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How cross-border trade is empowering women and fostering peace in DRC

International Alert - UK - Wed, 5 Mar 2014 14:09 GMT
Author: Maria Lange
hum-war cor-gov hum-hun hum-peo soc-inn wom-rig
Nzigire, a chicken trader, at Rusizi border in eastern DRC. International Alert supports traders like Nzigire to join cooperatives, helping them defend their rights by providing training. Carol Allen Storey/International Alert
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Despite the vast mineral wealth of Democratic Republic of Congo (DRC), its people are some of the poorest in the world. Decades of conflict have left the country devastated. And although the M23 rebel movement was defeated in November last year, armed groups continue to control large areas in the east of the country. This insecurity, combined with the inability of the state to govern the country, means that roads and other infrastructure remain dilapidated, millions of people are unable to access basic public services, and young people struggle to find jobs.

Yet despite these troubles, life goes on in eastern DRC. In a region where economic opportunities are limited, small-scale cross-border trade is one of the most important means for ordinary people to feed, clothe and educate their families. According to research by International Alert, cross-border trade provides an income for tens of thousands of small-scale traders across the eastern borders of DRC, three-quarters of whom are women. This trade is also a daily reminder of the positive economic links between DRC and its eastern neighbours, Burundi, Rwanda and Uganda, despite the political tensions between them.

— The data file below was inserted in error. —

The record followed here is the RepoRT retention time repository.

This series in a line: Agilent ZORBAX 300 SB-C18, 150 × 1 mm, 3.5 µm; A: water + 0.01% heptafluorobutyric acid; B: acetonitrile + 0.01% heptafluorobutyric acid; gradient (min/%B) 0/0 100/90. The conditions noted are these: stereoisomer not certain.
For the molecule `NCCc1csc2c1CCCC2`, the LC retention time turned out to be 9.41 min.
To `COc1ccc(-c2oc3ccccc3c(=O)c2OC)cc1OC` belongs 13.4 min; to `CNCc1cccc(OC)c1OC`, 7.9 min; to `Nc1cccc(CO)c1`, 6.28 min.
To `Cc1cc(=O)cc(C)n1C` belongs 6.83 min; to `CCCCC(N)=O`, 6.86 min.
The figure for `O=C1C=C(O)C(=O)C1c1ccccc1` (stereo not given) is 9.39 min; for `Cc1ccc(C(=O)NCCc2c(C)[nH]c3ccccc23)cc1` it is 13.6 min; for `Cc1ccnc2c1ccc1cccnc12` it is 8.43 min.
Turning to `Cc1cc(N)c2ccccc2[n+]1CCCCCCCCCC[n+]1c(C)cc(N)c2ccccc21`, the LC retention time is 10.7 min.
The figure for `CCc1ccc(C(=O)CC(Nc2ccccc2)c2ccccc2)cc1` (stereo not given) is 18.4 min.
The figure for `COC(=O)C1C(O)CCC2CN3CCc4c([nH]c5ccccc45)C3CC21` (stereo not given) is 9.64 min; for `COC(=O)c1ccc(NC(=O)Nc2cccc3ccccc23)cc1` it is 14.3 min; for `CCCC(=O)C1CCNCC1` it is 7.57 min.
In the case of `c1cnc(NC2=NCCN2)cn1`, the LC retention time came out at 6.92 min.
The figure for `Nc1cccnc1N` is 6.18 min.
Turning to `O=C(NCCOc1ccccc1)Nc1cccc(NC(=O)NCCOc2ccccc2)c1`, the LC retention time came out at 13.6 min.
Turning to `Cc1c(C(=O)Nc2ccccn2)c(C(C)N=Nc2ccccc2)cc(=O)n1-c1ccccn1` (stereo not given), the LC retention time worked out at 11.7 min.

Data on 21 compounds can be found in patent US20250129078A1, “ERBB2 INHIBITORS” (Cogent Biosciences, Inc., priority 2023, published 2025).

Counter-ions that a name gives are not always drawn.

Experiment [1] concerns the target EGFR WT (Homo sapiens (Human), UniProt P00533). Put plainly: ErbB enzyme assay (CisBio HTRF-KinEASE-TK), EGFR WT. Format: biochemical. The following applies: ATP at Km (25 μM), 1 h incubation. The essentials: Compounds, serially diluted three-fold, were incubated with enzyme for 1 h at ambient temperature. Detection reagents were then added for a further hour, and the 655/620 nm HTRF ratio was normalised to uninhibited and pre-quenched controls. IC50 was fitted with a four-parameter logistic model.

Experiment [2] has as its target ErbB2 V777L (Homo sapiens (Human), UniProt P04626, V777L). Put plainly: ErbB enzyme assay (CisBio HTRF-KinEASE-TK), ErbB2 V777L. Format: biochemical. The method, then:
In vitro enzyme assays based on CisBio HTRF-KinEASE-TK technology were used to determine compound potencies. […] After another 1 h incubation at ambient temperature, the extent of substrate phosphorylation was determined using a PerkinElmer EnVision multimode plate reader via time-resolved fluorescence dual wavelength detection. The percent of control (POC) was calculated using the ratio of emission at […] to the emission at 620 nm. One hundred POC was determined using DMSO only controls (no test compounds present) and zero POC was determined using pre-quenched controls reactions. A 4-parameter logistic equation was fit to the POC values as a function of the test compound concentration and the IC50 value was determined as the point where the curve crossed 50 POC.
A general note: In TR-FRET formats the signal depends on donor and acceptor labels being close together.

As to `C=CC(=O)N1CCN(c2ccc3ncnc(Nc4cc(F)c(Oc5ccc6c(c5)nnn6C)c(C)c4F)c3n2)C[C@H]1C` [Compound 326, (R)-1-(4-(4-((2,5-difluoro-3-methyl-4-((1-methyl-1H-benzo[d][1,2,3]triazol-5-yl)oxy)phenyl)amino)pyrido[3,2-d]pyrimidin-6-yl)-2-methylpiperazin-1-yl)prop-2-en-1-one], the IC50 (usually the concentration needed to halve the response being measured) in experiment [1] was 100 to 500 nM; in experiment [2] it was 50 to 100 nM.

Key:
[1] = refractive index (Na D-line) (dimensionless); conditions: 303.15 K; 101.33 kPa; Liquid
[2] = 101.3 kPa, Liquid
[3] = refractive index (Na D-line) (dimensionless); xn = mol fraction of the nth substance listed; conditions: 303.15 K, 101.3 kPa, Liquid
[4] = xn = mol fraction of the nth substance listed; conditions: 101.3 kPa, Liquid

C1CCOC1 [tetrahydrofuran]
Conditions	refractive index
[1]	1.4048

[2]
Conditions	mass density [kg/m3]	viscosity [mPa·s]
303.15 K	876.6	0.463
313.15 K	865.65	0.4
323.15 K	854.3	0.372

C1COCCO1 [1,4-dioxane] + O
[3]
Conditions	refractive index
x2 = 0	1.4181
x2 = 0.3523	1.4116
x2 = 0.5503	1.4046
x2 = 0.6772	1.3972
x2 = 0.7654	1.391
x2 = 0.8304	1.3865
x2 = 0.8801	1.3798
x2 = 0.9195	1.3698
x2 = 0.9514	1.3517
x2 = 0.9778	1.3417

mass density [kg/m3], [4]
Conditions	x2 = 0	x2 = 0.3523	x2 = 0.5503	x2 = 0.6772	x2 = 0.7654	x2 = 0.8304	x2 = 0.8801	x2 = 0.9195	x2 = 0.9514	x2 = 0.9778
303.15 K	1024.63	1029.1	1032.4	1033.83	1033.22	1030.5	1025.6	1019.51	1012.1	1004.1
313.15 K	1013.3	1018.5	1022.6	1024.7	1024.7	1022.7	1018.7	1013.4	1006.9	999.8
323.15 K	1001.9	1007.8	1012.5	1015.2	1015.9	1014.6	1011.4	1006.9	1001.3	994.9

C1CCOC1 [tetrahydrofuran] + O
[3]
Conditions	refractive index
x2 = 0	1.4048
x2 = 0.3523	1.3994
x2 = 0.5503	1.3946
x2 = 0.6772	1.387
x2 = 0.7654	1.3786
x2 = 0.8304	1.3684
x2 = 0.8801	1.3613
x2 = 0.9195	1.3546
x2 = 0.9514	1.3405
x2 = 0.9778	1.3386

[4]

To illustrate this, peacebuilding organisation International Alert has launched Crossings: The journey to peace. Featuring photographs by award-winning photographer Carol Allen Storey, with interviews by independent researcher Alexis Bouvy, this exhibition offers a compelling glimpse into the lives of cross-border traders in eastern DRC, and illustrates their potential to contribute to peace in the region. The exhibition is hosted and sponsored by Pullman Hotels.

According to Dan Smith, Secretary General of International Alert:

“The exhibition highlights the importance and transformative potential of cross-border trade, which is not only a source of livelihood for millions, but a platform for building trust, regional integration and reconciliation between the peoples of this divided region”.

In the words of Ms Uwimana Butoyi Naima, President of the Network of Cross-border Traders in the Great Lakes region:

“Government officials from Rwanda and Congo just have to make peace. Follow our example. We, women from both countries, have made peace”.

So central is cross-border trade to the people in this region that in June 2013 the World Bank announced $1 billion in new funding to help these countries provide better social services, fund hydroelectricity projects and generate more cross-border trade.

Through a collection of photographs and interviews, Crossings: The journey to peace challenges predominant narratives about eastern DRC, which focus on ‘conflict trade’ and ‘rape’ above broader lived experiences.

Take a look at the photos and stories here.

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